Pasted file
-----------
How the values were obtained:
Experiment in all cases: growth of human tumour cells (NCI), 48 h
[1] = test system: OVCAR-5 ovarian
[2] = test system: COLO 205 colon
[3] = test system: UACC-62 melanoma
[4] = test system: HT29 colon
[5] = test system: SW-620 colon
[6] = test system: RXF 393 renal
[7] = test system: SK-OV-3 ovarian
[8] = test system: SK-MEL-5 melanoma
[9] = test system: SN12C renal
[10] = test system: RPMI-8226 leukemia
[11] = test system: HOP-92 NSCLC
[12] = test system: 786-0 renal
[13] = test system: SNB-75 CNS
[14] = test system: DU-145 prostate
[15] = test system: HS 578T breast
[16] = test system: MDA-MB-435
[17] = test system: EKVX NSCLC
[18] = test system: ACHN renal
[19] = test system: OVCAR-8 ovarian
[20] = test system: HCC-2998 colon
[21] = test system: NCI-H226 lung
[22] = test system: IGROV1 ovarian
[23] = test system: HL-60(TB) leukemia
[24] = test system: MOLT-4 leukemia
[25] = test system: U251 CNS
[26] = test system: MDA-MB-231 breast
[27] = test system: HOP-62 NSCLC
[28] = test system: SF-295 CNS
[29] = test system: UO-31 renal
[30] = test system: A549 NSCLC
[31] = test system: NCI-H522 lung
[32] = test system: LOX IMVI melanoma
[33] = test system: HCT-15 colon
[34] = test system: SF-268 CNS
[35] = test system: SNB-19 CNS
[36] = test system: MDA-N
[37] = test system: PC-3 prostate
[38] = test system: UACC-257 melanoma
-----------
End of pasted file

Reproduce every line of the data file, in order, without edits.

How the values were obtained:
Experiment in all cases: growth of human tumour cells (NCI), 48 h
[1] = test system: OVCAR-5 ovarian
[2] = test system: COLO 205 colon
[3] = test system: UACC-62 melanoma
[4] = test system: HT29 colon
[5] = test system: SW-620 colon
[6] = test system: RXF 393 renal
[7] = test system: SK-OV-3 ovarian
[8] = test system: SK-MEL-5 melanoma
[9] = test system: SN12C renal
[10] = test system: RPMI-8226 leukemia
[11] = test system: HOP-92 NSCLC
[12] = test system: 786-0 renal
[13] = test system: SNB-75 CNS
[14] = test system: DU-145 prostate
[15] = test system: HS 578T breast
[16] = test system: MDA-MB-435
[17] = test system: EKVX NSCLC
[18] = test system: ACHN renal
[19] = test system: OVCAR-8 ovarian
[20] = test system: HCC-2998 colon
[21] = test system: NCI-H226 lung
[22] = test system: IGROV1 ovarian
[23] = test system: HL-60(TB) leukemia
[24] = test system: MOLT-4 leukemia
[25] = test system: U251 CNS
[26] = test system: MDA-MB-231 breast
[27] = test system: HOP-62 NSCLC
[28] = test system: SF-295 CNS
[29] = test system: UO-31 renal
[30] = test system: A549 NSCLC
[31] = test system: NCI-H522 lung
[32] = test system: LOX IMVI melanoma
[33] = test system: HCT-15 colon
[34] = test system: SF-268 CNS
[35] = test system: SNB-19 CNS
[36] = test system: MDA-N
[37] = test system: PC-3 prostate
[38] = test system: UACC-257 melanoma